In seeking more diversity in health care, Rochester Regional Health is expanding its Isabella Graham Hart School of Practical Nursing into Ontario, Genesee and St. Lawrence counties.
It is seeking to enroll at least 20 students in each region for classes that are scheduled to begin in January.
The rural areas may not be what people in Monroe County think of when they hear the word diversity. But Deborah Stamps, chief nursing education and diversity officer for Rochester Regional Health, said diversity is much broader than many realize.
“Historically when people hear diversity, they always think of race, ethnicity,” she said. But rural residents, an older population and the circumstances of migrant workers or people in particular cultures such as Amish require their own set of sensibilities among providers.
In a conversation with Minority Reporter, Stamps talked about how diversity and its sibling, equity, are necessary to improve health care for all people.
Is it difficult for people to overcome the idea that diversity is limited to race or ethnicity?
Diversity is real simple. It’s the mere presence of difference. And those differences can be characteristics of people, groups. Then there’s dimensions of diversity that are driven by our identity. When we think about identity, there’s primary characteristics of age, gender, sexual orientation. And then there’s the secondary characteristics of identity, which are your education, your language, religion. … . I love the iceberg — what’s above the water and what’s below the water. From a diversity perspective, we have language, we have gender expressions, certain styles, but underneath that’s where we have our values and our culture, sexual orientation, that are who we are based on.
Do you think that because of the social action and social justice work since George Floyd, Daniel Prude and effects of COVID-19, the diversity has been narrowed into race.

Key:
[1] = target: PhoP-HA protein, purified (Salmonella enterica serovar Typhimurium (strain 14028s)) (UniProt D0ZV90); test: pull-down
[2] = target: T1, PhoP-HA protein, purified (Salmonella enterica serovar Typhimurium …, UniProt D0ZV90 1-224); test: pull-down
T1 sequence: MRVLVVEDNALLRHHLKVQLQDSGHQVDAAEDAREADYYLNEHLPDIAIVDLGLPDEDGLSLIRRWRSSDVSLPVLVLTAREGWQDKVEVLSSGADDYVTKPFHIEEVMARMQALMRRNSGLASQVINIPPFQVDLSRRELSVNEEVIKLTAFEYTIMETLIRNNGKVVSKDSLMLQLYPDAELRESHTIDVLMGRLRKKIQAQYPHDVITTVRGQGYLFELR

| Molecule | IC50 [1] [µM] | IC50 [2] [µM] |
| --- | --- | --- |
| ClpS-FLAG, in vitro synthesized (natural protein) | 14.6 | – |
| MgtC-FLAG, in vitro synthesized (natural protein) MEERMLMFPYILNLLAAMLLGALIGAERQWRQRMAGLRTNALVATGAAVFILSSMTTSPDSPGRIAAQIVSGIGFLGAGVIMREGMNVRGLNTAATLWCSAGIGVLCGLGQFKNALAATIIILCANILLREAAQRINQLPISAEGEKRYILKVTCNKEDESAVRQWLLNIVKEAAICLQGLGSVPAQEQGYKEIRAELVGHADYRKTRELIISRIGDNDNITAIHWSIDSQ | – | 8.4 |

Yes. I think that it’s one aspect, but that’s not the only aspect because we also have to really look at that equity piece. Many people interchange equality and equity. Imagine individuals want to ride a bike and we provide the bike. That’s equality. Everybody gets a bike. However, people have different needs. There might be a person that’s 6 foot 4. There may be a person that has a wheelchair dependency. So the bike that we provided, which is a standard bike, isn’t a one-size-fits-all. It’s missing the equity. Maybe this person needs a larger bike, because they’re taller. This person needs a smaller bike because they’re not as tall. That’s where the equity piece comes in. …
And I really think we definitely have the microscope especially on African Americans. I think that’s because there’s been so many years of the disparities in health that have not been addressed. We’ve been working on them, but they haven’t improved health outcomes for African Americans. The system has not gotten better.
We know unfortunately racism is still real and it’s still alive. And we also know the unconscious biases that exist. Some people don’t want to acknowledge that they have them. Or they feel that it’s a dirty word, ‘Oh, I should not have them, so I’m not going to speak about them.’ We all have biases. That’s nothing to be ashamed of. It’s what we do when we know that we have them. Does it impact the care that we give? Does it impact the decisions we make about hiring? Does it impact decisions about people overall, access to various things such as education or other resources. … It’s what we’re doing consciously or intentionally to address those things.
How does this translate into hiring goals and diversity as the practical nursing program expands?
The goal is 50% diversity of our student body among races, age, gender. Nationally, the percentage of the number of males in nursing is about 9%, 10%. We want to be better than that. …
We want to build at Rochester Regional Health a more inclusive workforce overall. We want to ensure that the people in our communities have health equity. Health equity is really a commitment to eliminate healthcare disparities. … We’ll know when we’ve achieved that when we know that every person in our community has the opportunity to attain that full health potential, that there’s no disadvantage based on where you live, how you look, the social circumstances do not determine your health, and that’s the bigger, broader piece.